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    FDA recognized AIM 7351731 Medical Electrical Equipment and System Electromagnetic Immunity Test for Exposure to Radio Frequency Identification Readers

    FDA AIM 7351731 – Immunity for Wireless device

    If you are a medical device manufacturer, you may be aware of the importance of ensuring that your products are immune to radio frequency (RF) interference from radio frequency identification (RFID) readers and other sources. RF interference can cause malfunction, degradation, or damage to medical devices, which can compromise patient safety and quality of care.

    The Food and Drug Administration(FDA) requires medical device manufacturers to demonstrate immunity to RF interference as part of the premarket approval process. One of the standards that the FDA references for this purpose is AIM 7351731, which covers the testing of medical electrical equipment and systems against RFID readers. This FDA-recognized standard addresses a range of common RFID technologies used in healthcare settings, such as passive and active tags, low-frequency (LF), high-frequency (HF), and ultra-high-frequency (UHF) systems.

    However, AIM 7351731 testing scope does not address other RF sources that may be present in the same environment as medical devices, such as Wi-Fi, ultra-wideband (UWB), 5G cellular, wireless power transfer (WPT), near-field communication (NFC), metal detectors, electronic article surveillance (EAS), electrosurgical cut/coagulate, diathermy, and X-ray. These sources can also generate RF interference that can affect medical devices.

    To address this gap, the FDA has recently issued a new guidance document that expands the scope of RF immunity testing beyond RFID readers to include other RF emitters. The document recommends how to select the appropriate RF emitters for testing based on the intended use environment of the medical device. For example, devices used in home, doctor’s office, or sleep lab settings may not require testing against all RF emitters. On the other hand, devices used in diverse settings like operating rooms or emergency departments may require more rigorous testing.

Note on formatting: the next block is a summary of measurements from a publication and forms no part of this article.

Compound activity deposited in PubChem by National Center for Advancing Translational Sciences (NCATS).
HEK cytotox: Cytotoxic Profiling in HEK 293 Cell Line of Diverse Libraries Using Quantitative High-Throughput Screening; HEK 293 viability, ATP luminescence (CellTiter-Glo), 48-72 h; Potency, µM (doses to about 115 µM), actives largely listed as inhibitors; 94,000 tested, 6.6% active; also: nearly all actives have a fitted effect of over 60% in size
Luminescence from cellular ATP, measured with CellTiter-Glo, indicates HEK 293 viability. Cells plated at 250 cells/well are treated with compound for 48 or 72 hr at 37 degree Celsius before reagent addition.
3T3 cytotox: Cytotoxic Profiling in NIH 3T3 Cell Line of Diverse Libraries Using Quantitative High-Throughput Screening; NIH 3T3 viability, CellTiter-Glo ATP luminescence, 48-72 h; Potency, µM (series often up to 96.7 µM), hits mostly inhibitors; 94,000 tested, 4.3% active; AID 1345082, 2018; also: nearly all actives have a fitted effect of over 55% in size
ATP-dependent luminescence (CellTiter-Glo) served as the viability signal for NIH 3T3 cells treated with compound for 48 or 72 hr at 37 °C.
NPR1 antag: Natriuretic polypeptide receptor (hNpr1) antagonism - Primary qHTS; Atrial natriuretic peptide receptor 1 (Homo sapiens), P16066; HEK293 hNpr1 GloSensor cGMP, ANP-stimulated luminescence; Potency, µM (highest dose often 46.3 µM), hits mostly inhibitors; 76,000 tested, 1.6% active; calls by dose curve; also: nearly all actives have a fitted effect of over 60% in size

For implanted devices, the FDA recommends testing against all RF emitters, regardless of the use environment, because of the potential exposure scenarios.  An implanted device may encounter a metal detector at an airport security checkpoint, or a WPT device at a charging station. Therefore, it is essential to ensure that implanted devices are immune to all possible RF interference sources.

    As a medical device manufacturer, you should follow the FDA guidance document and the AIM 7351731 standard to ensure that your products are immune to RF interference from RFID readers and other RF emitters. This will help you comply with the regulatory requirements and ensure the safety and performance of your devices in various use environments.

    Are you looking for guidance on how to comply with the latest regulations in your industry? Do you need assistance with the documentation and certification process? If so, you can rely on 360Compliance experts to help you out! We have the experience and expertise to provide you with the best solutions for your compliance needs. We offer comprehensive consulting, training, and certification services tailored to meet AIM 7351731 compliance testing standards. Our expert team is dedicated to guiding you through the intricacies of FDA approval, ensuring that your medical devices not only meet the latest EMC requirements but also adhere to the specific criteria outlined in AIM 735173. Contact us today and let us know how we can help you achieve your compliance goals!

    Other Sources of electromagnetic (EMC) Immunity

    Immunity to specific RF emitters that are known sources of electromagnetic disturbances:

    • Metal detectors
    • Electronic Article Surveillance system (EAS)
    • WPT (Wireless Power Transfer)
    • 5G Cellular emitters (in both FR1 and FR2 using equipment to generate the frequencies, modulations, and power

    of 5G cellular including mmWave technology)

    • Electrosurgical devices
    • Electrocautery devices
    • Diathermy
    • NFC systems
    • X-ray

    This requirement is per FDA Guidance Document – Electromagnetic Compatibility (EMC) of Medical Devices June 6, 2022


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